A California group wants the Navy to reverse course on the Ranger, a Newport News-built aircraft carrier that proved itself in battle, starred in Hollywood and is now destined for the scrap yard.
Top Gun Super Carrier of Long Beach Inc. has secured $14 million in pledges and contacted members of Congress to try and save the ship, said project manager Michael B. Shanahan. Its campaign has spread to social media and an online petition at change.org.
A few years ago, a previous group tried to raise money to save the ship but fell well short of its goal. Shanahan said his group has major corporate backing and is working on the logistical hurdles of parking the ship in Long Beach, California.
"We're for real," he said recently in a phone interview from California.
But so is the dismantling contract between the Navy and International Shipbreaking of Brownsville, Texas.
Under terms of a deal announced in December, the Navy will pay the company exactly 1 cent to tow the ship from Bremerton, Washington, around South America. The trip to Texas is expected to last 4-5 months.
As the group's name suggests, Ranger appeared in the hit film "Top Gun" starring Tom Cruise. It also had a cameo in "Star Trek IV: The Voyage Home," where it served as a stand-in for the USS Enterprise — the carrier, not the starship.
More to the point, Ranger proved its mettle in combat, earning 13 battle stars for service in Vietnam. In January 1991, it was among the flotilla that launched air strikes in response to Iraq's invasion of Kuwait.
The third Forrestal-class carrier to be built, Ranger was decommissioned in 1993. It was the only Forrestal-class ship to spend its entire career in the Pacific.
After decommissioning, it was kept for potential future reactivation until stricken from the Naval Vessel Register in 2004 and redesignated for donation. For the next eight years, the Navy made the ship available, said Chris Johnson, a spokesman for Naval Sea Systems Command.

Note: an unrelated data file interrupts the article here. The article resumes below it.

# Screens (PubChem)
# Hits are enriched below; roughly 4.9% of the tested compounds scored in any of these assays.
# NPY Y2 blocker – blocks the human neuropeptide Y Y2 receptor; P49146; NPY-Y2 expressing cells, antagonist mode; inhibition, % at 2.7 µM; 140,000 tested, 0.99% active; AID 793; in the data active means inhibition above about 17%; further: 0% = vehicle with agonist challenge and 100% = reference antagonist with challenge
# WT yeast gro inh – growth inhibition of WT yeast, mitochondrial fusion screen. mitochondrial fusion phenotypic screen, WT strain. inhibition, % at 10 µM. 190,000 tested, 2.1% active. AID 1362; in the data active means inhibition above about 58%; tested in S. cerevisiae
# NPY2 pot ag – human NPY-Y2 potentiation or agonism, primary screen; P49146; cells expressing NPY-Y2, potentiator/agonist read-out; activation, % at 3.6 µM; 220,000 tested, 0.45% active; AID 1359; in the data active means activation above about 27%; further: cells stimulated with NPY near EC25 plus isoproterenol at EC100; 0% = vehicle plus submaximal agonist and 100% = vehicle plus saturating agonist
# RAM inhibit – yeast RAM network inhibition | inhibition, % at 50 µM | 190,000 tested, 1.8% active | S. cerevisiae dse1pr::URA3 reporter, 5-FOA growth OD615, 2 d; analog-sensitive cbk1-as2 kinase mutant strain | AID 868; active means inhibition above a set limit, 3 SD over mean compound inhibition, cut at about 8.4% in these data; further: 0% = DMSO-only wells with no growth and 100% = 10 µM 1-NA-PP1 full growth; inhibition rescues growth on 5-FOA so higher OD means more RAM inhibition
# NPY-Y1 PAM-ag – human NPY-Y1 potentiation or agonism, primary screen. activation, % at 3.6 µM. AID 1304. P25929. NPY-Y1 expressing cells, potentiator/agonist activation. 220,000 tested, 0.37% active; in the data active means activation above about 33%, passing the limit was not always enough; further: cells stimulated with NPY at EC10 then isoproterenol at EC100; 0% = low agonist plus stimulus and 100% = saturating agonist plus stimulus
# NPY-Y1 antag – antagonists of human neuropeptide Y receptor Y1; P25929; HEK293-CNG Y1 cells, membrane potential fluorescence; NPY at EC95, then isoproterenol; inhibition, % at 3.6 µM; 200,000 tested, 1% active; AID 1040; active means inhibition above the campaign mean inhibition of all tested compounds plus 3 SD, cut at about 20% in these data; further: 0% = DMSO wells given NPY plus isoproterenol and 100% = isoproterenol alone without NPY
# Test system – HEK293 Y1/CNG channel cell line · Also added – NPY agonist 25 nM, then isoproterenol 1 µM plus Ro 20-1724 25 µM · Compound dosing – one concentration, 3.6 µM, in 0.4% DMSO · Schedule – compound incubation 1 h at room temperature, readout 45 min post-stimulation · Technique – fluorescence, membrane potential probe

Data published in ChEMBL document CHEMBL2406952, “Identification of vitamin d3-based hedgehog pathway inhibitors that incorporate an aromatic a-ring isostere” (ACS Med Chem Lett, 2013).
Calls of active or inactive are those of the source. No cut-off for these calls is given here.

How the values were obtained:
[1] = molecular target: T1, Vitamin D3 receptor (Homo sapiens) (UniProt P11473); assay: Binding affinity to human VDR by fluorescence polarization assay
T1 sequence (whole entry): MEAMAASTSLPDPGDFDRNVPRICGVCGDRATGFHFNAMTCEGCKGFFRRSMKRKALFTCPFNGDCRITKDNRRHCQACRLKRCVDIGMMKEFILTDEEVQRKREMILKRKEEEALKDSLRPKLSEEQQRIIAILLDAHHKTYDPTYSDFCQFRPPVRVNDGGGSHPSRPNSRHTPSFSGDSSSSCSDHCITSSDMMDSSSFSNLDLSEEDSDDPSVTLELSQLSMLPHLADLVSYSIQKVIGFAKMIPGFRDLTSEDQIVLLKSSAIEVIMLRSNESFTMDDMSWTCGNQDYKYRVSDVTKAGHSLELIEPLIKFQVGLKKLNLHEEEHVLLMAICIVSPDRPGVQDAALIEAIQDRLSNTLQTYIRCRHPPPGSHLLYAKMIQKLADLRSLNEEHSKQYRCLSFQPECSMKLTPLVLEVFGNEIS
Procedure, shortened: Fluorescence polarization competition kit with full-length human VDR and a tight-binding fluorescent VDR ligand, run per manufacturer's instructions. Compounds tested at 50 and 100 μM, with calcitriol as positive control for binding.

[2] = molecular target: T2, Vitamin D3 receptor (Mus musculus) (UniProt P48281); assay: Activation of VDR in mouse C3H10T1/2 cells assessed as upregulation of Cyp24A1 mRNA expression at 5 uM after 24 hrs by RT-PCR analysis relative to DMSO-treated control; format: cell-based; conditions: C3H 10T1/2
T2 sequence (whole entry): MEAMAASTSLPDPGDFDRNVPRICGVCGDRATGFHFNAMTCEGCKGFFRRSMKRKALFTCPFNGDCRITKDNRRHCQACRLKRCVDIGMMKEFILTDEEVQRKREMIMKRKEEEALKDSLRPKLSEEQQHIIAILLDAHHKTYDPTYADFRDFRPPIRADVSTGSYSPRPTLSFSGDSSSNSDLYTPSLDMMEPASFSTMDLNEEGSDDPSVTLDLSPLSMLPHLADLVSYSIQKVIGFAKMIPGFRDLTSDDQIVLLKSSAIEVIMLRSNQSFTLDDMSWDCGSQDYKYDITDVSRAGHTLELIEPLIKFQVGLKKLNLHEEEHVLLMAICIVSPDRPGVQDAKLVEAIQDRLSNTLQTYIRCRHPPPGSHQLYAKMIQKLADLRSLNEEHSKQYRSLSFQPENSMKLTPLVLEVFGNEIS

One group, the USS Ranger Foundation, expressed interest.
"Unfortunately, that organization was only able to raise $105,000 of their estimated $32 million in startup costs," Johnson said in an email to the Daily Press. "Because we're not able to keep ships in storage indefinitely, the Navy removed the ship from donation hold in 2012 and awarded the scrapping contract in December 2014.
"We are not entertaining any additional offers," he said, "and we have no plan to return the ship to donation hold. We expect the ship will be removed by the scrapping contractor in February."
Shanahan's group has offered to donate money so the Navy can keep the carrier in Bremerton while plans are finalized. Johnson said the Navy can't accept private money for an inherently military purpose.
"It is not accurate when the organization says they have funds available to keep the ship in storage," Johnson said.
Johnson also pointed out that putting the Ranger in Long Beach would compete with the battleship Iowa museum 6 miles away in San Pedro and the aircraft carrier Midway museum 100 miles away in San Diego.
Shanahan says his group envisions the ship as a self-sustaining commercial attraction.
The Navy preferred to see the ship converted into a memorial or museum, which is why it was available for eight years, Johnson said. But when the previous effort fell through, the Navy decided it was time to move on. It costs taxpayers $100,000 to $200,000 per year to store the aircraft carrier, including security, fire/flooding protection and periodic exterior maintenance to keep paint from falling into the water.
"Unfortunately, we are not able to keep ships in storage forever," he said, "and so we had no choice but to move forward with this contract."
Source: Hampton roads. 25 January 2015